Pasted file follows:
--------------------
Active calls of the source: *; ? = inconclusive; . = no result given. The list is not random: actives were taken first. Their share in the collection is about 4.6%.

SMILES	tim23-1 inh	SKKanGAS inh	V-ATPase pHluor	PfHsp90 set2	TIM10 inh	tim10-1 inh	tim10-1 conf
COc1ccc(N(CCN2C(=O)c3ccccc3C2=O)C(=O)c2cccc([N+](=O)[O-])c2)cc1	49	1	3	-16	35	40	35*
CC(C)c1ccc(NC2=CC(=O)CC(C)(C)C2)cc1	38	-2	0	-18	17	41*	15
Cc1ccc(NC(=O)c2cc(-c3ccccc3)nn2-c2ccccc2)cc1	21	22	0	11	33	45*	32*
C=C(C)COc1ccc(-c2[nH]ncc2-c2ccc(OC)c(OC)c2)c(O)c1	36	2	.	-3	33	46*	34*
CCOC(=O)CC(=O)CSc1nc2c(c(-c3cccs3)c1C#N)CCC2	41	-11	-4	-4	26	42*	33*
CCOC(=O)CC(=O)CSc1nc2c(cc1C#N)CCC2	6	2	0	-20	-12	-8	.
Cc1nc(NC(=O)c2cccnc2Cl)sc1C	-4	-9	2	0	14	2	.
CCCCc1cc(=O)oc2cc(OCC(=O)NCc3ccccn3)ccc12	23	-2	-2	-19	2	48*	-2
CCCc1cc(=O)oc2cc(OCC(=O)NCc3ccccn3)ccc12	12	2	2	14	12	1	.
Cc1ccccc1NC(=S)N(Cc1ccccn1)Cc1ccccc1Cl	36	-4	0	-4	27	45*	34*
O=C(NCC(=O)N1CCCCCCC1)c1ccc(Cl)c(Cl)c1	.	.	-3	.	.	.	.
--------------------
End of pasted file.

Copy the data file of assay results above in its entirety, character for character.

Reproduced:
Active calls of the source: *; ? = inconclusive; . = no result given. The list is not random: actives were taken first. Their share in the collection is about 4.6%.

SMILES	tim23-1 inh	SKKanGAS inh	V-ATPase pHluor	PfHsp90 set2	TIM10 inh	tim10-1 inh	tim10-1 conf
COc1ccc(N(CCN2C(=O)c3ccccc3C2=O)C(=O)c2cccc([N+](=O)[O-])c2)cc1	49	1	3	-16	35	40	35*
CC(C)c1ccc(NC2=CC(=O)CC(C)(C)C2)cc1	38	-2	0	-18	17	41*	15
Cc1ccc(NC(=O)c2cc(-c3ccccc3)nn2-c2ccccc2)cc1	21	22	0	11	33	45*	32*
C=C(C)COc1ccc(-c2[nH]ncc2-c2ccc(OC)c(OC)c2)c(O)c1	36	2	.	-3	33	46*	34*
CCOC(=O)CC(=O)CSc1nc2c(c(-c3cccs3)c1C#N)CCC2	41	-11	-4	-4	26	42*	33*
CCOC(=O)CC(=O)CSc1nc2c(cc1C#N)CCC2	6	2	0	-20	-12	-8	.
Cc1nc(NC(=O)c2cccnc2Cl)sc1C	-4	-9	2	0	14	2	.
CCCCc1cc(=O)oc2cc(OCC(=O)NCc3ccccn3)ccc12	23	-2	-2	-19	2	48*	-2
CCCc1cc(=O)oc2cc(OCC(=O)NCc3ccccn3)ccc12	12	2	2	14	12	1	.
Cc1ccccc1NC(=S)N(Cc1ccccn1)Cc1ccccc1Cl	36	-4	0	-4	27	45*	34*
O=C(NCC(=O)N1CCCCCCC1)c1ccc(Cl)c(Cl)c1	.	.	-3	.	.	.	.